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JFK: A 'Life' revealed

Robert Dallek charts a president's 'Unfinished Life'

By Todd Leopold

book cover
Kennedy's rocking chair, seen on the cover of Dallek's book, wasn't just a prop; he needed it for his bad back. Dallek also uncovered information about Kennedy's medical history.

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(CNN) -- Is there anything left to say about John F. Kennedy?

The 35th president has been all but exhumed since he was assassinated in 1963 at age 46. His administration has been placed on a pedestal; his life has been splashed in the gutter.

He has been glorified and vilified, sanctified and mummified, until we know more about the grassy knoll than we do about our own back yards.

Indeed, by now, there must be some definitive summation of his life.

But Robert Dallek knows differently.

"There is no definitive biography," the presidential historian, best known for his two-volume work on Lyndon Johnson, says in an interview at CNN Center to talk about his new work, "John F. Kennedy: An Unfinished Life" (Little, Brown). "There's always new material coming out."

Dallek tapped into some of that material -- most notably JFK's medical records -- in putting together his book.

He found the records startling: JFK, it turns out, had long struggled with his health and was on several medications to treat his Addison's disease, back pain, assorted aches, and various side effects caused by his diet of pills. And yet the image presented to the public was one of youth and "vigah," as the president himself would say.

"I came away realizing that Kennedy was much sicker than we had understood," the author says. "The problems were hidden from the public. If the public had known, he never would have been elected."

Media circuses

The revelations caused a media frenzy when Dallek first revealed his findings late last year. But the 69-year-old historian himself has little but praise for Kennedy for handling his afflictions.

Even during the strain of the Cuban Missile Crisis, Dallek says, Kennedy was in control: "He was lucid, he was cogent, he was what we'd want our president to be," he says.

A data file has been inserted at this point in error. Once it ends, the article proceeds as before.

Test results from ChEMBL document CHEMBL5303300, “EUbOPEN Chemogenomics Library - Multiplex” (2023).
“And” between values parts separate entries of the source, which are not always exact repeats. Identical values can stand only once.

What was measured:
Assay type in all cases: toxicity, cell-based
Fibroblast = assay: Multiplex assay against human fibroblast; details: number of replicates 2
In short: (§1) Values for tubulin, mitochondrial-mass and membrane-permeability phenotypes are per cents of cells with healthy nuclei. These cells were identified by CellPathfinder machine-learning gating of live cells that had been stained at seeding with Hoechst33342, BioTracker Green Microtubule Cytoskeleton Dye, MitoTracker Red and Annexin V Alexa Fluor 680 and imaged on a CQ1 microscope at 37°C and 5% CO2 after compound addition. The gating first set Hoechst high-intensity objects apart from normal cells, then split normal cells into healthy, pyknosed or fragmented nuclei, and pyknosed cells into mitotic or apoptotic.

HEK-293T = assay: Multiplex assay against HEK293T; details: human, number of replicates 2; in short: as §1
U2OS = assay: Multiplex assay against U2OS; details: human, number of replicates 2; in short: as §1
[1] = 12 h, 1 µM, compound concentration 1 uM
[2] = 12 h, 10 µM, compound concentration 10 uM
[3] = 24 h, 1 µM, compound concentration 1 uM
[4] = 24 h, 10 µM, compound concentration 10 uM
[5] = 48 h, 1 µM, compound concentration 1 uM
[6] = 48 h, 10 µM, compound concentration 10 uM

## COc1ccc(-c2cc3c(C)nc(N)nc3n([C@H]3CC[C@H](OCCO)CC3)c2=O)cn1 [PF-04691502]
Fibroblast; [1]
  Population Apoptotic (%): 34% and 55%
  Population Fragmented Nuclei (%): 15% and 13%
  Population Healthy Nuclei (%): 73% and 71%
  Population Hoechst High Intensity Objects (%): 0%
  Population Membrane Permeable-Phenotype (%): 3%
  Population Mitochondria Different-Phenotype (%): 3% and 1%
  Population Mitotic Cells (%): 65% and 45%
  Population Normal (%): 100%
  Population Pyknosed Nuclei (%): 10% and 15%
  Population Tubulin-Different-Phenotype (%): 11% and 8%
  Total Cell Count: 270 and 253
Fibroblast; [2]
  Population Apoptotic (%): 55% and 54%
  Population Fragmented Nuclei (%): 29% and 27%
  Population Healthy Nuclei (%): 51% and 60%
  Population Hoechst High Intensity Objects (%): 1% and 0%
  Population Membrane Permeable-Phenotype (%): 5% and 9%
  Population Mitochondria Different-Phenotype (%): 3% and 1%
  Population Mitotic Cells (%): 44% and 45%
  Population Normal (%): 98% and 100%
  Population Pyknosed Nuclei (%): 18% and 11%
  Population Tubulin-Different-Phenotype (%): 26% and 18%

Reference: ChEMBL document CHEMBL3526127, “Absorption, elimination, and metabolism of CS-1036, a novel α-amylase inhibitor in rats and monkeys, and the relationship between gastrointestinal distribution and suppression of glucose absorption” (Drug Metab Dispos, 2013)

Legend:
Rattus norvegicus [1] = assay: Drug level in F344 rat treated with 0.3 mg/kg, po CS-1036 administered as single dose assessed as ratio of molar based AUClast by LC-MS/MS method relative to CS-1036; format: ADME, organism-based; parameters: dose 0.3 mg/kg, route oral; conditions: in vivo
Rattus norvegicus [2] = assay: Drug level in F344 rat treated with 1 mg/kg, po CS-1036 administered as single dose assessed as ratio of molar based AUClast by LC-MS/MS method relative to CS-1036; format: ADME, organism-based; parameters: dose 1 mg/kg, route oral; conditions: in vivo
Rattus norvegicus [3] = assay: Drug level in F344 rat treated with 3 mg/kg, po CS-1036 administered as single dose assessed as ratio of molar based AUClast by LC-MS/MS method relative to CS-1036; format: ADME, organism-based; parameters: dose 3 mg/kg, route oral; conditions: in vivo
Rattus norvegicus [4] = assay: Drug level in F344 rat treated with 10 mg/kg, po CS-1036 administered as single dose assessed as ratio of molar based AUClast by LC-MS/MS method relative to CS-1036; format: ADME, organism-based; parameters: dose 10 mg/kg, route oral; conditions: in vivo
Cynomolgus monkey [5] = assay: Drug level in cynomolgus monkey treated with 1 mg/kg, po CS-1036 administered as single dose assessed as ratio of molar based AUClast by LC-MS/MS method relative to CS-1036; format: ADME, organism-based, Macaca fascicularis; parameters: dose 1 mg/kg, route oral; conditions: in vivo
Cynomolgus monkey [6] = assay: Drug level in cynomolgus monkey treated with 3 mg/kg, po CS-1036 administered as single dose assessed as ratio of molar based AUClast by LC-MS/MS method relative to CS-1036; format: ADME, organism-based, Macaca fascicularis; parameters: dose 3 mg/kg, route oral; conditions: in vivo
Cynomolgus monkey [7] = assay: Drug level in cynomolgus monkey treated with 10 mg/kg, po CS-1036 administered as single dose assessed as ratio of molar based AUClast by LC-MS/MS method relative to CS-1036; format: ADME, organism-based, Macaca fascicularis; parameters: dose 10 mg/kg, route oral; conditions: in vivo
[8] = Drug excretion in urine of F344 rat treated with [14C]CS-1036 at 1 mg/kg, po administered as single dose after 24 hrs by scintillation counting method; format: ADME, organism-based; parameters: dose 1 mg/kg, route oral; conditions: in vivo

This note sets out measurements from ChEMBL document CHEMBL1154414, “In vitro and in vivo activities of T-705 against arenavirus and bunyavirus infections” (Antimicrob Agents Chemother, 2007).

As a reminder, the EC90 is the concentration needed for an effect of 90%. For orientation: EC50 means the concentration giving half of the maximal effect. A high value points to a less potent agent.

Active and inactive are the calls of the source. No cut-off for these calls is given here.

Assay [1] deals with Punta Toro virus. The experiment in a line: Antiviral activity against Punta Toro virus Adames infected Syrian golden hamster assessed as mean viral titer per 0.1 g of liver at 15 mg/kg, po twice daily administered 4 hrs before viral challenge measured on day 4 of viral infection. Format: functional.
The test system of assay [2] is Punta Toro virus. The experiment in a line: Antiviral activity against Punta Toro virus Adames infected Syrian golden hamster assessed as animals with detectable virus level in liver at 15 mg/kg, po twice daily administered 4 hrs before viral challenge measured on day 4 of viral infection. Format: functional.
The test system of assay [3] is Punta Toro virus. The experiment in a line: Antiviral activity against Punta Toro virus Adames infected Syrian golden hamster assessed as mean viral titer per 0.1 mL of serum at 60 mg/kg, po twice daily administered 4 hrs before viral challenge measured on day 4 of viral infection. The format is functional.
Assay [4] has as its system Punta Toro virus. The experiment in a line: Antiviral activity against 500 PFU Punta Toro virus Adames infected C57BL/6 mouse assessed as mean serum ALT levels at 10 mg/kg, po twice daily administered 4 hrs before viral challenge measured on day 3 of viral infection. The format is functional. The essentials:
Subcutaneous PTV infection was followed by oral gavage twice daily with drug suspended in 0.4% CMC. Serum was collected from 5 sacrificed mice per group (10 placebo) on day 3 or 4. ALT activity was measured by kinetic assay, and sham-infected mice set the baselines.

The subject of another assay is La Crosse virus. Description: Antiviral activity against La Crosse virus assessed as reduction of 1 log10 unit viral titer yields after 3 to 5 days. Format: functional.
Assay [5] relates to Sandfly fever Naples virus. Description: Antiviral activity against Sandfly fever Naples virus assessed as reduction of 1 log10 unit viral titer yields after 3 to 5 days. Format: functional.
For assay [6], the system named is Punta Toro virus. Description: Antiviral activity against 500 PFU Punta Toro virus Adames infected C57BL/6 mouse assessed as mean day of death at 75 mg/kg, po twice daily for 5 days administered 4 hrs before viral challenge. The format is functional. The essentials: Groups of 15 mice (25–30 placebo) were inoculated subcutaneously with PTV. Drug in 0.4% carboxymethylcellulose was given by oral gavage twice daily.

Kennedy and advisers
Kennedy, Secretary of State Dean Rusk and Secretary of Defense Robert McNamara consult during the Cuban Missile Crisis, considered one of JFK's finest hours.

Moreover, some of the most notable leaders in history have dealt with severe problems, he says. Some were physical, such as Kennedy's back (which sometimes required braces) and Addison's, and Franklin D. Roosevelt's polio-weakened legs.

Other great leaders have had to cope with mental problems; both Abraham Lincoln and Winston Churchill suffered from severe bouts of depression, Dallek notes.

"Would it have been well for the world to have lost these leaders' abilities?" he asks.

Not that presidents should hide their ailments, he says, "but I hope the public is more sophisticated these days. ... Human frailty goes with being human."

In the book, Dallek handles another of Kennedy's frailties, his compulsive womanizing, unflinchingly.

Yet he was somewhat surprised when a revelation that rates all of one short sentence in the 838-page work -- the fact JFK had an affair with a White House intern -- dominated the news media for a week.

"[The attention] speaks volumes about the change of political and media culture," he says. "I didn't want to make a big deal out of it, but I knew [the frenzy] would happen."

Indeed, one day Dallek opened up a New York tabloid and was faced with a bizarre juxtaposition. "There was a picture of Monica Lewinsky -- and a picture of me."

The judgment of history

Historian Robert Dallek

Dallek decided to tackle the Kennedy biography because he believed the time was right for a comprehensive, single-volume work. His LBJ biography opened doors to Kennedy intimates and records, and new information was being released all the time.

The story still has more chapters to come, he says. It's not just the ongoing arguments about what Kennedy would have done about Vietnam, or the controversy that still surrounds his assassination.

Jackie Kennedy sat for an oral history that sits, unrevealed, in the Kennedy Library in Boston, Massachusetts. Files from JFK's brother Robert also are locked up, Dallek says.

Judgments about presidents continually change. The now well-regarded Harry Truman was believed a failure when he left office, and Dwight Eisenhower is now seen as a shrewd leader instead of a sleepy father figure.

New information may yet affect history's overall judgment of JFK. His charm, wit and matinee-idol looks, along with his shocking death so young, have cemented him in myth -- "He's frozen at 46," says Dallek -- but he has also been seen as callow, reckless, a poor legislator.

Dallek says history will treat Kennedy well. The programs Congress put through under Johnson -- civil rights legislation, Medicare, the war on poverty -- were Kennedy initiatives, and if JFK had won in 1964, "he would have passed those laws [himself]," says Dallek.

And Vietnam? It's impossible to know, but in "An Unfinished Life" Kennedy, always savvy about foreign policy, is shown to be much more skeptical about what his generals and Cabinet officers said than LBJ was. Dallek posits that JFK would have quietly pulled out of the conflict.

Dallek is proud of how "An Unfinished Life" turned out, and he is glad he's been able to show John F. Kennedy the human being, not Kennedy the icon.

"I make him real [in the book]," he says. "And that's always what you want to do."

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